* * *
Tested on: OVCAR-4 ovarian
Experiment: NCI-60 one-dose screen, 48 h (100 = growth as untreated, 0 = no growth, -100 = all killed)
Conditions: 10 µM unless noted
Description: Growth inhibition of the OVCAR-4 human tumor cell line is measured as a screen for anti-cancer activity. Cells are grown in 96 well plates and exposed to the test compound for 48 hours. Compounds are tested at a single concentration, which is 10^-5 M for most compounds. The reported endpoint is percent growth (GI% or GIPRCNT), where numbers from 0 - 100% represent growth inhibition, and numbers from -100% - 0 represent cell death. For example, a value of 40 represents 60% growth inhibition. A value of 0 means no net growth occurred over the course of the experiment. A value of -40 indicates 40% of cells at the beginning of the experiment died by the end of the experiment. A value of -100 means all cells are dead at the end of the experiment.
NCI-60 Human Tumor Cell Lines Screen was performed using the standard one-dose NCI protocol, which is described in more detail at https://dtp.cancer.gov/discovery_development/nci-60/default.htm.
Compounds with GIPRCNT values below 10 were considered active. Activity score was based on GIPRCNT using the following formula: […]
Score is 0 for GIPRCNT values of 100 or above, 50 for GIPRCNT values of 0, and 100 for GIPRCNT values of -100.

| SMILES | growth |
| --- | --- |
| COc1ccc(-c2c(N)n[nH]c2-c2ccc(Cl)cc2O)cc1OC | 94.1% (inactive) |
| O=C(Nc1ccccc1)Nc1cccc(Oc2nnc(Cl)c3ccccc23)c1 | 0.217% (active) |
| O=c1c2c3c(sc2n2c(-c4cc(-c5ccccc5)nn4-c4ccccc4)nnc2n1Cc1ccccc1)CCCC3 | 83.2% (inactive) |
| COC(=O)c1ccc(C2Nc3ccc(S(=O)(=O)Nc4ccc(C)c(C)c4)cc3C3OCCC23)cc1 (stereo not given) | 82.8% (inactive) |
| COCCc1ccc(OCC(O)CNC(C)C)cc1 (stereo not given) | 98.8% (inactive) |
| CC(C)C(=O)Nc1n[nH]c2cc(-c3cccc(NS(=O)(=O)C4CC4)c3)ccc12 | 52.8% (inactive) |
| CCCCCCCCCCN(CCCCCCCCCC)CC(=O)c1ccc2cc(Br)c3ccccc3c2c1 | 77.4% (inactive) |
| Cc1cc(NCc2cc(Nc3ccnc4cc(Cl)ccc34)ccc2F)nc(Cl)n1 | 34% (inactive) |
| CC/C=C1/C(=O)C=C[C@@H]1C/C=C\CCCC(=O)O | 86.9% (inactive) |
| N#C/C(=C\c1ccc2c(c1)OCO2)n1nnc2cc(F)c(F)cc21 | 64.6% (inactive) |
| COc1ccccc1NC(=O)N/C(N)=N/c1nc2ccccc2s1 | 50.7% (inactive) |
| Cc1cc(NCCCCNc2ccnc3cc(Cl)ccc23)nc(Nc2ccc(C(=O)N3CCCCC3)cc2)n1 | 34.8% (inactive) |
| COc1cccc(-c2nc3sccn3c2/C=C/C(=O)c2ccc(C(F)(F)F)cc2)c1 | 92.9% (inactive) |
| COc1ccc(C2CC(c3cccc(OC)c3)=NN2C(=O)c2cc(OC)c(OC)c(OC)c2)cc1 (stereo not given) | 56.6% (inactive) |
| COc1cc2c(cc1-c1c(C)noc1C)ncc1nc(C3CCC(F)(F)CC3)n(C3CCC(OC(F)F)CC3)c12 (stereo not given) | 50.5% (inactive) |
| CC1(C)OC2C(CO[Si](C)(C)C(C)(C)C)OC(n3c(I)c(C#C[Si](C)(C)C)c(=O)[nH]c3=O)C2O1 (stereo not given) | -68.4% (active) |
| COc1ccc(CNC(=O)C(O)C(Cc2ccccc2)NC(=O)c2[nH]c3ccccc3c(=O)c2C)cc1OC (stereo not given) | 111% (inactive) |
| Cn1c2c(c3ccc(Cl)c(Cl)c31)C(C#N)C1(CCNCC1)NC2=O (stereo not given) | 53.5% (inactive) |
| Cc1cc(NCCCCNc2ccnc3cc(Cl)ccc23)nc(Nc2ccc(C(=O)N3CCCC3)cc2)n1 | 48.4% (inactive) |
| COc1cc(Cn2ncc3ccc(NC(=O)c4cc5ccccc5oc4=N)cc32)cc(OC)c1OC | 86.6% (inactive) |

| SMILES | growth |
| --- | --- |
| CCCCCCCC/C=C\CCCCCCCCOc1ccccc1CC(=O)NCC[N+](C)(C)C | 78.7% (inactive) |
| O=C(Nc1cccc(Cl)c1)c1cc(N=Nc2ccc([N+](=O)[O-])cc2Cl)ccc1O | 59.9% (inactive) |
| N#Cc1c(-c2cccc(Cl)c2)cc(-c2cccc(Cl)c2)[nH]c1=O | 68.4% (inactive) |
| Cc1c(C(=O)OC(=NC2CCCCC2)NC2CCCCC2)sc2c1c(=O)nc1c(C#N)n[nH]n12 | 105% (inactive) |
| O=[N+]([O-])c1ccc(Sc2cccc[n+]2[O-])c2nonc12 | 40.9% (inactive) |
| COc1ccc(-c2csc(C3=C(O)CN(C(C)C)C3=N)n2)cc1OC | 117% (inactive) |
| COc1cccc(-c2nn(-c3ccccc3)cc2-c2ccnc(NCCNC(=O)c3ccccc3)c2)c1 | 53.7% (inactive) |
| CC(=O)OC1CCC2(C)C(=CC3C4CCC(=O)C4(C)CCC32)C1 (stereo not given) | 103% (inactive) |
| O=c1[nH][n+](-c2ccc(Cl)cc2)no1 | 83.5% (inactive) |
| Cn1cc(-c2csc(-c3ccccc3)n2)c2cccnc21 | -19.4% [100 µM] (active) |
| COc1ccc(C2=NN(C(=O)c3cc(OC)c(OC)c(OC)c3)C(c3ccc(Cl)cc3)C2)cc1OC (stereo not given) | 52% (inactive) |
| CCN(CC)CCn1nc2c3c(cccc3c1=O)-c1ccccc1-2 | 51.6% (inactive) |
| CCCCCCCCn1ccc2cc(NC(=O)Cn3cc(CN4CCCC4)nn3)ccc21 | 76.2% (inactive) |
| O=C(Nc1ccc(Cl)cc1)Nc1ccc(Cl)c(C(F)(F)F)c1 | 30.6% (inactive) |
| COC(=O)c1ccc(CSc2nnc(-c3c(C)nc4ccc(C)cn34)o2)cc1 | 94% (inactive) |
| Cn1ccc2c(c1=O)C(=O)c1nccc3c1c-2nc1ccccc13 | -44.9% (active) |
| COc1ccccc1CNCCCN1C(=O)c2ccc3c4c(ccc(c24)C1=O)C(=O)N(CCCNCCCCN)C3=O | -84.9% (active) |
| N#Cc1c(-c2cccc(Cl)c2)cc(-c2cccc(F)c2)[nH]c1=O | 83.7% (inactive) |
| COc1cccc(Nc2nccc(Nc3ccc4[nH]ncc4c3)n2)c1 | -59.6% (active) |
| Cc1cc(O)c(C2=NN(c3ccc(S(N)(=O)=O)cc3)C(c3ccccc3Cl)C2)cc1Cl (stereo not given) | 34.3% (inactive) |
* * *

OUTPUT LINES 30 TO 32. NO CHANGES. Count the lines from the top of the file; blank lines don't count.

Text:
| SMILES | growth |
| --- | --- |
| CCCCCCCC/C=C\CCCCCCCCOc1ccccc1CC(=O)NCC[N+](C)(C)C | 78.7% (inactive) |